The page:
A devastatingly attractive book bound with a short square. A particularly beautiful touch is that the velvety Imperial linen has almost the same feel as the print on the end papers. The interior seems to have been printed in several layers. The materialisation really lifts this publication to a higher plane, to unanimous acclaim from the jury. The hand of the designer is nicely invisible in this book by artist William Kentridge, although he could perhaps have prevented a highish number of typographical errors in the few pages of typography.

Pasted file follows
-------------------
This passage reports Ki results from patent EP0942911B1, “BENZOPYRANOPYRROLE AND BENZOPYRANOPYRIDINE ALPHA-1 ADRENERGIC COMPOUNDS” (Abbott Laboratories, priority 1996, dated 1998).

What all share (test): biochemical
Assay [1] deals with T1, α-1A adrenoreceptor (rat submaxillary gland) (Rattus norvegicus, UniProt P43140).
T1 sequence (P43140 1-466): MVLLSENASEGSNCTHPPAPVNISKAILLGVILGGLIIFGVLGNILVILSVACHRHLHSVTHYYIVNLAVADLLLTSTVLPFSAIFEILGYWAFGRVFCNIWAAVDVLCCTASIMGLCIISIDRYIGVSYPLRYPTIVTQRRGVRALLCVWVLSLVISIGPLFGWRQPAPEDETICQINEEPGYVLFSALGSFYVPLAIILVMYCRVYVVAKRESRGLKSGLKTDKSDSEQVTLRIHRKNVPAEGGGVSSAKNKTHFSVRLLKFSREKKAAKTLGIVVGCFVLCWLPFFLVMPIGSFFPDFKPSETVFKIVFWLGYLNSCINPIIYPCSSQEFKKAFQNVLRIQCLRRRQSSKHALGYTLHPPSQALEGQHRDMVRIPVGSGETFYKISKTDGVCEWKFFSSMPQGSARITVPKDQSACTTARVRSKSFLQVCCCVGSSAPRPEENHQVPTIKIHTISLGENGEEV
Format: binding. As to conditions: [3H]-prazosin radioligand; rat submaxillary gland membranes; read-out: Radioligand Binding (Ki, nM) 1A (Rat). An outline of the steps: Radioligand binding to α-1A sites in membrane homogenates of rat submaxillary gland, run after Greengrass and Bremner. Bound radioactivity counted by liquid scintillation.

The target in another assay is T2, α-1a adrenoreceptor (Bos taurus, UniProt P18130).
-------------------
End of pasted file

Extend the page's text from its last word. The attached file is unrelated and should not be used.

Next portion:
The book is a clever representation, if not replacement for, a chamber opera that could not be performed more often owing to the coronavirus measures. On the rear wall of a dynamic decor full of revolving mobiles, large painted images, shadows and words (from the libretto) are projected on top of backgrounds, projected even larger, such as forms and a dictionary. No photographs of this decor have been reproduced, but rather a new artwork in book form has been created by making use of the dictionary (almost in facsimile) as a purely aesthetic bearer of the fascinating drawings and paintings. This is interspersed with large bled-off spreads of painted oak leaves, which are prompted by the predictions the eponymous heroine of this chamber opera, the Sibyl of Cumae, wrote upon these. The wind generated by the mobiles revolving on the stage is almost palpable. With this book in hand, it is not such a torment to wait for the prophetess.